What does inerrancy really mean? This is a major problem within Christianity. The point we make over and over again is that when we teach the next generation to reinterpret God’s Word this way (i.e., by using the majority view in secular science), it unlocks a door that undermines all of biblical authority. Subsequent generations will continue to push that door open wider, which has already happened all across our Western world. After all, the majority of secular scientists also insist that virgins don’t have babies and dead men don’t rise from the dead. So should we also reinterpret Matthew 1 and Matthew 28 accordingly and just go with the flow of mainstream science?
Now I have observed an interesting phenomenon that is permeating Christian colleges and seminaries, which influences future church leaders and what they take to the pulpit, mission field, etc.
I believe many Christian academics recognize the inconsistency in trying to add millions of years and evolution to Genesis. The compromise is obvious. Many of them recognize that one has to totally change the meaning of the words in Genesis to allow such compromise. For example, creating Adam out of dust and Eve from a rib have to be changed to mean that ape-men and ape-women changed into Adam and Eve. But this ignores many details in the biblical text and ends up playing language games. Various articles on the Answers in Genesis website point out the numerous problems with such compromise.
Ultimately, of course, the result of this compromise undermines the authority of God’s Word. And in the Church today, we see two-thirds of young people leaving the Church by the time they reach college age, and it’s largely because the reliability and authority of God’s Word has been undermined (as our research for the book Already Gone has shown).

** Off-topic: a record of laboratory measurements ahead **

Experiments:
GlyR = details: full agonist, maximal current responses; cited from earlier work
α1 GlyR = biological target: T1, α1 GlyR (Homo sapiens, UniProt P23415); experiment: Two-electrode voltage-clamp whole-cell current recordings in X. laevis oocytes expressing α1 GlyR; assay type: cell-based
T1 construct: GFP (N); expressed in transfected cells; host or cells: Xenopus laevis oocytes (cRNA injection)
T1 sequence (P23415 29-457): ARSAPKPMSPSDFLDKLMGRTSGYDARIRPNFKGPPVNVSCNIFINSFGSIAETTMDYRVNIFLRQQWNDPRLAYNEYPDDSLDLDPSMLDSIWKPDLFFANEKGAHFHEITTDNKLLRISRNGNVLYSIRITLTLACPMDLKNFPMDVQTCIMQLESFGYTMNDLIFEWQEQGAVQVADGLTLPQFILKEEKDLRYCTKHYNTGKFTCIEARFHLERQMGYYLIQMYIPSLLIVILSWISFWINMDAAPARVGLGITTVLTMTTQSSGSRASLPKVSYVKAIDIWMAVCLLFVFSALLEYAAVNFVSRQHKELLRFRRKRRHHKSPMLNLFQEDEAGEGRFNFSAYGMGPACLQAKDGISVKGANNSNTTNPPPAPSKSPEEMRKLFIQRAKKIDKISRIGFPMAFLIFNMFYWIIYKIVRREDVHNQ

Today, the same battle rages, but we see a change in what is being foisted on the Church as the enemy continues to attack God’s Word. Remember, the attack has always been on God’s Word, as it started with the questioning of what God said to Adam and Eve in Genesis 3 and has never let up.
That attack just manifests itself in different ways in different eras. I have observed that more and more Christian academics, in their attempt to adopt man’s ideas of evolution and millions of years, are continuing this attack in a different sort of way. The following is a specific example from a professor at Wheaton College, Illinois.
Dr. John Walton is professor of Old Testament at Wheaton College in Illinois and is author of The Lost World of Genesis One.20
A summary of what Dr. Walton teaches is that Genesis 1 is not history in regard to the material world; it has to do with what he calls God’s “Cosmic Temple.” He basically insists that one can only understand Genesis if one has an understanding of ancient Near Eastern thinking — and surprise, surprise — this has been lost for thousands of years. Now a few academics like Dr. Walton have unearthed this thinking so now they can tell us what the writer of Genesis 1 really meant! It is an academic elitism.
Dr. Walton tries (unsuccessfully) to insist that he is not coming up with this new idea of his because of the influence of evolution/millions of years — but the clear fact is that he is doing just that! He knows that young people today have a conflict between the secular view of origins and the Bible — so his solution is to relegate Genesis 1 as having nothing to do with material origins and thus people are free to believe whatever they want — though he is obviously convinced that evolution and millions of years should be believed.